Thoughts, reflections, and ideas

Open source vendor-locking

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A pattern I’ve been noticing a lot recently in the industry is investors-backed (and often Silicon Valley-based) companies using open-source to vendor-lock people into their products. We’ve seen Vercel doing that through NextJS, Expo through React Native, and even Microsoft through GitHub.

Is the pattern negative for the industry? Not necessarily. Private investment often leads to innovation. We are seeing that a lot with Vercel and the developer experiences that they are creating. I have to say I was mind-blown while watching Vercel’s recent conference. The problem comes when we forget the standards we are building upon, and thus we don’t contribute back to them, or not as much as they could. I believe this is important because the day a company fails to achieve its mission and reach investors’ goals, they can die, and we’ll be happy to have their innovation codified in the standards.

We could say that building in the open is a way to contribute, but if the project is designed with a strong coupling to a closed-sourced platform, then it’s something half-good. NextJS’ DX shines but shines more when deployed to Vercel. Swift is a beautiful programming language but taken outside of Apple’s ecosystem to build, let’s say web apps, it sucks. Apple’s interest is to sell devices. They don’t get money out of people running Swift-powered binaries in Linux servers.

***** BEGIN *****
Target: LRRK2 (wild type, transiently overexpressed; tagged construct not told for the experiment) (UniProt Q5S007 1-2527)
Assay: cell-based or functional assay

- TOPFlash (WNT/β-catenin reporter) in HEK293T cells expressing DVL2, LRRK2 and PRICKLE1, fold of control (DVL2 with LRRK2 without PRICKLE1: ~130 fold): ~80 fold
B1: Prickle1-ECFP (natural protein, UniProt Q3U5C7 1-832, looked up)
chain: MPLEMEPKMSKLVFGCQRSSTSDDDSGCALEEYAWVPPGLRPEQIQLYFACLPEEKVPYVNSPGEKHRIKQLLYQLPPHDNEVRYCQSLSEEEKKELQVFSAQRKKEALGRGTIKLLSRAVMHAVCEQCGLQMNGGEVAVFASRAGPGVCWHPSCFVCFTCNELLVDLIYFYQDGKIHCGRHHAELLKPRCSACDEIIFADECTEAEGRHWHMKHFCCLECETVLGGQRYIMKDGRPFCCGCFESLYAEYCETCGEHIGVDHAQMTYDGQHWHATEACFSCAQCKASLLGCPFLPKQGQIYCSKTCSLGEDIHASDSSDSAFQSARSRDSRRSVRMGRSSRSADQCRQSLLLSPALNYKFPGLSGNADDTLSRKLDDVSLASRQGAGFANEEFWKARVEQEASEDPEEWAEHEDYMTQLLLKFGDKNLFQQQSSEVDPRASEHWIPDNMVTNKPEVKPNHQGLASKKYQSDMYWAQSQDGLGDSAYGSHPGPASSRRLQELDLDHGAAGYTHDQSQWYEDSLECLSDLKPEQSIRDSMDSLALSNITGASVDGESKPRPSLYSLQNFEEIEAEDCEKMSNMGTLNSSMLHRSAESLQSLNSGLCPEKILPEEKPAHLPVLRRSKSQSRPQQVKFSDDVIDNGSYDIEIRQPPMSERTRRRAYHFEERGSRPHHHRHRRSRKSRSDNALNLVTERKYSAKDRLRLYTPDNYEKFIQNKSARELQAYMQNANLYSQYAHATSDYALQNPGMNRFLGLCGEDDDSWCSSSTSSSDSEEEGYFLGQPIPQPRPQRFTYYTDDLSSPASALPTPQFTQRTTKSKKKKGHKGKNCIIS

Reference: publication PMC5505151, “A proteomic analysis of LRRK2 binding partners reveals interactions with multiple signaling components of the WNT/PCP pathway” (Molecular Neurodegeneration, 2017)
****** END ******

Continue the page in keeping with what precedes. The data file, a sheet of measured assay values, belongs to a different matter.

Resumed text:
Because interests will always exist from either the company behind the project and the community, my stance is picking projects where the community’s interests have more weight than the business’.

For this reason, I love Ruby and Rails so much. It’s entirely community-driven. Shopify, my current employer, benefits from the technology and contributes to improving the framework and making the programming language faster. It’s also one of the reasons why I’m learning Rust. I want to use it for writing portable CLIs instead of Swift if it makes sense (it doesn’t in the case of Tuist where contributors are familiar with Swift). Moreover, I recently started learning Svelte to distance myself from React and Facebook. SvelteKit Adapters are a great example of not coupling a framework to a closed-source platform.

And that’s my stance. I believe in the power of open-source to create long-lasting technology and not as a means to make the rich richer with ephemeral technology.